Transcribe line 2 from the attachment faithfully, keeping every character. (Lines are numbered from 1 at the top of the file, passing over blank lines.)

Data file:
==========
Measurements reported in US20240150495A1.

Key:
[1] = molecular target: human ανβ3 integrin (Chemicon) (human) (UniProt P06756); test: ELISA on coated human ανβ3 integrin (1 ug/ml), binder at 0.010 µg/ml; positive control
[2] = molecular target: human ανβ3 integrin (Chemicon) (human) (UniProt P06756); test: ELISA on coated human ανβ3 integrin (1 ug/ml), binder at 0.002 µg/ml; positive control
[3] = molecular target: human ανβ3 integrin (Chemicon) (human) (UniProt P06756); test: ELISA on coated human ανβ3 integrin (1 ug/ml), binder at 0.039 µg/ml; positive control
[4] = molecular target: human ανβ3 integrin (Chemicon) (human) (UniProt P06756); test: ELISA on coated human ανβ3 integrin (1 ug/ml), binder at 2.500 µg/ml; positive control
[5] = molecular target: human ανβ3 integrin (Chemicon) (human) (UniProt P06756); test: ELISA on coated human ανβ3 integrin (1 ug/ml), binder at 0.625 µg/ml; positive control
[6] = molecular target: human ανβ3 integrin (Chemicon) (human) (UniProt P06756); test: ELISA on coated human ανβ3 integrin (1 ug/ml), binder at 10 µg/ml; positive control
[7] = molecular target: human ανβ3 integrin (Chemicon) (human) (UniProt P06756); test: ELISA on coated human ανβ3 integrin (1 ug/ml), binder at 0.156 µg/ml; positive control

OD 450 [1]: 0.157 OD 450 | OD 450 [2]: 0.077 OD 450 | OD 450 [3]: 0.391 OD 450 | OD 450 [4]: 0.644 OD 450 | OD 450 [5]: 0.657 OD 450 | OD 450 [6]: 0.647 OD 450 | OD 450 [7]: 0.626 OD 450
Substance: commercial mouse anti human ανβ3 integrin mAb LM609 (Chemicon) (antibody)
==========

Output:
Key: